The state's highest court has upheld Kennedy cousin Michael Skakel's murder conviction, according to the victim's mother, who said she was notified of the decision by prosecutors.

Skakel, a nephew of Ethel Kennedy, was convicted in 2002 of bludgeoning his neighbor, Martha Moxley, to death with a golf club in 1975 in wealthy Greenwich. Skakel, who along with the victim was 15 at the time, is serving 20 years to life in prison.

He appealed his conviction to the Connecticut Supreme Court last year, arguing among other things that the statute of limitations had expired when he was charged in 2000.

Dorthy Moxley, Martha's mother, told The Associated Press on Thursday that she was told by prosecutors that the high court had rejected Skakel's appeal. She said she was told that the decision would be announced Friday.

"I'm not at all doubtful Michael did this. I know he did this," Moxley said. "I hope this is the last we'll hear of them."

A prosecutor declined to speak publicly about the case while Michael Sherman, Skakel's trial lawyer, said he was surprised by news reports of the decision.

"Nothing will ever change my opinion that an innocent man is in jail," he said. "He's simply not guilty."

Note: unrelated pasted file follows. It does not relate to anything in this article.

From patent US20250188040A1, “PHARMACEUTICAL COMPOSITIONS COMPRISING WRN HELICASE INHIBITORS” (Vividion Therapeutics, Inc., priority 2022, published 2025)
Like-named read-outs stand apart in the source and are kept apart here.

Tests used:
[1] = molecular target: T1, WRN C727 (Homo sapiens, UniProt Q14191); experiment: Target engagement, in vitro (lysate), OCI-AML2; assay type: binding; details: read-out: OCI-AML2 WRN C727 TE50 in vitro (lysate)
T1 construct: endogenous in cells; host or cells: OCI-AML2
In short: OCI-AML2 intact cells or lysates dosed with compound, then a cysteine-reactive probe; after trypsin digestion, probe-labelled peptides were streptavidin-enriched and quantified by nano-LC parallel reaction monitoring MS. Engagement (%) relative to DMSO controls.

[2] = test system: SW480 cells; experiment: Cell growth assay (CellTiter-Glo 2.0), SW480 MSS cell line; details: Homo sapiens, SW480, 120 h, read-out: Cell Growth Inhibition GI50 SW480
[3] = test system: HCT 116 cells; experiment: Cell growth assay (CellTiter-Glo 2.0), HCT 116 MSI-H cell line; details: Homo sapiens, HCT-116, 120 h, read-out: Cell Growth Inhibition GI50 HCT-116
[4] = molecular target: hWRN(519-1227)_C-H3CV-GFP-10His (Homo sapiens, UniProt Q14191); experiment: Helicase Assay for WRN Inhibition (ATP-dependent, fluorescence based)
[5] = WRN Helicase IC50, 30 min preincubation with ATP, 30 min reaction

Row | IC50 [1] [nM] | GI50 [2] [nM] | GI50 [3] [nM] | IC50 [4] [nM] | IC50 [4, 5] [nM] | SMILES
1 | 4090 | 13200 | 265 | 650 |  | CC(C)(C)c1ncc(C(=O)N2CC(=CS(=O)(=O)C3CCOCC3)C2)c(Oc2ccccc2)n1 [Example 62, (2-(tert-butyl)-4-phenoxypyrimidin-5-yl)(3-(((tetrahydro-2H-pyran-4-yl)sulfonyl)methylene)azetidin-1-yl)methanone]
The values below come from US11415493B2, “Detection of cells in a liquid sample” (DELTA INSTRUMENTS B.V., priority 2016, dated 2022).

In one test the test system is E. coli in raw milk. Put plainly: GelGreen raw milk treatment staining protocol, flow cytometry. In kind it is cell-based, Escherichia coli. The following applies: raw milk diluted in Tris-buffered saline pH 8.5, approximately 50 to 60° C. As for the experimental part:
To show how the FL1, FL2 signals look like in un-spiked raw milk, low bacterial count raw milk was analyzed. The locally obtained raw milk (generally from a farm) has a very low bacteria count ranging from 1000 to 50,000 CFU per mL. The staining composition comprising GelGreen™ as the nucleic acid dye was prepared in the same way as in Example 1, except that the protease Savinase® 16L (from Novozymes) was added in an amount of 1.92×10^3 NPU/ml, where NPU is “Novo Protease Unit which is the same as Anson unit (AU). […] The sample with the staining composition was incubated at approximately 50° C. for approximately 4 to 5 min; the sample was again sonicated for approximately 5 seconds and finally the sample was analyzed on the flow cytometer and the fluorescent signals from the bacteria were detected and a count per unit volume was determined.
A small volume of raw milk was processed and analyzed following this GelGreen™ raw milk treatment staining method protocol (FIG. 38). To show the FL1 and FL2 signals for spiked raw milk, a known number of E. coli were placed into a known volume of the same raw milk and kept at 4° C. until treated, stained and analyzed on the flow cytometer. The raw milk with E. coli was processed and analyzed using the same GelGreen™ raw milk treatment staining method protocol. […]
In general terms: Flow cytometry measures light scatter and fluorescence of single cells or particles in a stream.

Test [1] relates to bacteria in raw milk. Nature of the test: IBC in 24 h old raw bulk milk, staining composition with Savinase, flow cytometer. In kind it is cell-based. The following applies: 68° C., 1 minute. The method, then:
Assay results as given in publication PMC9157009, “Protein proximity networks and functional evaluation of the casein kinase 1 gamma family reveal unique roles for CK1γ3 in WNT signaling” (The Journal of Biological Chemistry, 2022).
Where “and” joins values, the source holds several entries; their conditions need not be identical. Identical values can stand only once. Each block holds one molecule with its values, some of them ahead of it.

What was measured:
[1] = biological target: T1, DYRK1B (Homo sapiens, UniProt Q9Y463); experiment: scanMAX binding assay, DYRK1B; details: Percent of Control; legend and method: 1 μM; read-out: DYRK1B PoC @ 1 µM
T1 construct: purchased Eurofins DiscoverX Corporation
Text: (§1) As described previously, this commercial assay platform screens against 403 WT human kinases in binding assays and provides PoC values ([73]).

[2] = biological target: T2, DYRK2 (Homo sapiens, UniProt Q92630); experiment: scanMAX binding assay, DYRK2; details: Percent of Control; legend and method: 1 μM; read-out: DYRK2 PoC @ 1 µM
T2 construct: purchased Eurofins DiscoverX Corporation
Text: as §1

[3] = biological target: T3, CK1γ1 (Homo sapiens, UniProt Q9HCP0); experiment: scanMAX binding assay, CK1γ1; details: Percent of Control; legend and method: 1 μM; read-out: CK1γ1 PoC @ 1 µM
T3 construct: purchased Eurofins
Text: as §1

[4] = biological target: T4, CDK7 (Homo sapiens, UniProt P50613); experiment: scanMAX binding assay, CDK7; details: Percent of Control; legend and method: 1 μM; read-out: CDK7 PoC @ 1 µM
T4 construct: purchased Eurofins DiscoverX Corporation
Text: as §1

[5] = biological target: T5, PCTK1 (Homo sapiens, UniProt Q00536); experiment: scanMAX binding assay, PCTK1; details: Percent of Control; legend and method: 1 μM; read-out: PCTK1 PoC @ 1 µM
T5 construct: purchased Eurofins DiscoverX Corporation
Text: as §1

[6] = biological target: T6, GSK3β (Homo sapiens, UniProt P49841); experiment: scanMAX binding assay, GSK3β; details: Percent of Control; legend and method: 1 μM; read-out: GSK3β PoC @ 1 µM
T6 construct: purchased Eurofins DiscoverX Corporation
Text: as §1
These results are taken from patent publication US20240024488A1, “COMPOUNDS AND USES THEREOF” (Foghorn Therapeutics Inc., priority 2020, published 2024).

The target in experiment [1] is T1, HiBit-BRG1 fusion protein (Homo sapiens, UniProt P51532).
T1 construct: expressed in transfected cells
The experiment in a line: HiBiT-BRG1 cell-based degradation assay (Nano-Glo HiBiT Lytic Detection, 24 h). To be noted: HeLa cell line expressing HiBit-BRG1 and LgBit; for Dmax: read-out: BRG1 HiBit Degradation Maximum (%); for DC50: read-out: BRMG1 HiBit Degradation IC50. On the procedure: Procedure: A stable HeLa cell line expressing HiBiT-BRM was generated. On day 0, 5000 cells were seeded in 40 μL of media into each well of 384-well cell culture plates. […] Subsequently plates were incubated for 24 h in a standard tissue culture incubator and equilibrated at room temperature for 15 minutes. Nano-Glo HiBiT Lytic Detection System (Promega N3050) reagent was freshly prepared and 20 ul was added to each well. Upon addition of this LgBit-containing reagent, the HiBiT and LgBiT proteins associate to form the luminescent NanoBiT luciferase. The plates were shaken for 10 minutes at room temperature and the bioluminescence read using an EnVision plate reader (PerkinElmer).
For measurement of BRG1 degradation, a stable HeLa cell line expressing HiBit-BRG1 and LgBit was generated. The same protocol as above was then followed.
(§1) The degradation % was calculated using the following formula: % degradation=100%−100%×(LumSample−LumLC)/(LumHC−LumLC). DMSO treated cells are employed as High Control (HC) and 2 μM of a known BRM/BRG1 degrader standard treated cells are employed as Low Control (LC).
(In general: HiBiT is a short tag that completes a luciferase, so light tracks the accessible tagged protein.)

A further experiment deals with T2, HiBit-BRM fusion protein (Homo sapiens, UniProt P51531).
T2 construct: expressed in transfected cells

The defense had argued that, at the time of the killing, the statute of limitations was five years, so Skakel could not be prosecuted. Skakel also argued that the case should not have been transferred to Superior Court from Juvenile Court, where he was first charged.

Authorities have called the transfer from Juvenile Court "the only reasonable route," noting that Skakel was 40 when he was arrested.

The appeal also contended that prosecutors engaged in misconduct during closing arguments by calling Skakel a "spoiled brat" in an effort to inflame the jury. Further, the appeal criticized the prosecution for presenting a taped interview of Skakel that was played as a projected photo of a smiling Martha Moxley dissolved into a grim crime scene photo. Skakel's attorneys called the audiovisual presentation a "made-for-conviction movie."

Prosecutors said the closing argument was based on evidence and testimony from witnesses.

Skakel still has a petition for a new trial pending in Stamford Superior Court. In that appeal, a cousin of basketball star Kobe Bryant implicates two other men in the murder. Prosecutors have said they are skeptical of that claim.